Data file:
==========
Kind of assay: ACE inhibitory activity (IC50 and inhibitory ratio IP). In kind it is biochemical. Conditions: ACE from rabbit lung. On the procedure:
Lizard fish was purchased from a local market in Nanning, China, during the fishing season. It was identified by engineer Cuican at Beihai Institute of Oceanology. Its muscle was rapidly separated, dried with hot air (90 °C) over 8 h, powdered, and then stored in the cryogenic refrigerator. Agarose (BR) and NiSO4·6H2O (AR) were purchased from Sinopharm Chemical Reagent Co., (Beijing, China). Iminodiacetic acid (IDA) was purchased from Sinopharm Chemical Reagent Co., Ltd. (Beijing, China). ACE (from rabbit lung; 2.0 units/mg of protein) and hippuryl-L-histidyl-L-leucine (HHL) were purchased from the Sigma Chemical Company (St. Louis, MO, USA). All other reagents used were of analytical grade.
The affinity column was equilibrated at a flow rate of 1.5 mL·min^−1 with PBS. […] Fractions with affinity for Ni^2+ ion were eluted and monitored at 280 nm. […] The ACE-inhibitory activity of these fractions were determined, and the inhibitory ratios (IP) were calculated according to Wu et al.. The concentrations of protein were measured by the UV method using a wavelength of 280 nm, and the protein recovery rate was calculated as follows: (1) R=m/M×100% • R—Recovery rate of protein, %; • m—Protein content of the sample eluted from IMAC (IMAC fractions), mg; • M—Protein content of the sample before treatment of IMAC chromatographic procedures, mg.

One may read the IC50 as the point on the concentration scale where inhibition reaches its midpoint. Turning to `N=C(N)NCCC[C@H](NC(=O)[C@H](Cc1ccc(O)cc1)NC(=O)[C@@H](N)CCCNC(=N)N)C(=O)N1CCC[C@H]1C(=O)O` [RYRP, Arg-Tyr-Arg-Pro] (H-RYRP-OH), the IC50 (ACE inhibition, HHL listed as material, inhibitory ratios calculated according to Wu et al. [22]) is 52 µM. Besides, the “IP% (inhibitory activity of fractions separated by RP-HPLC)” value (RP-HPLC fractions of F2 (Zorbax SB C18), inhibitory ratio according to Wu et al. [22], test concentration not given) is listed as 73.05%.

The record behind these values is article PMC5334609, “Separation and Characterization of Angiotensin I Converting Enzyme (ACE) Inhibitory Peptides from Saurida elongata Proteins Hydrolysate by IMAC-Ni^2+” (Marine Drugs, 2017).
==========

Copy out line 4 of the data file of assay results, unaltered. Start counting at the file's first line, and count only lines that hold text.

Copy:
One may read the IC50 as the point on the concentration scale where inhibition reaches its midpoint. Turning to `N=C(N)NCCC[C@H](NC(=O)[C@H](Cc1ccc(O)cc1)NC(=O)[C@@H](N)CCCNC(=N)N)C(=O)N1CCC[C@H]1C(=O)O` [RYRP, Arg-Tyr-Arg-Pro] (H-RYRP-OH), the IC50 (ACE inhibition, HHL listed as material, inhibitory ratios calculated according to Wu et al. [22]) is 52 µM. Besides, the “IP% (inhibitory activity of fractions separated by RP-HPLC)” value (RP-HPLC fractions of F2 (Zorbax SB C18), inhibitory ratio according to Wu et al. [22], test concentration not given) is listed as 73.05%.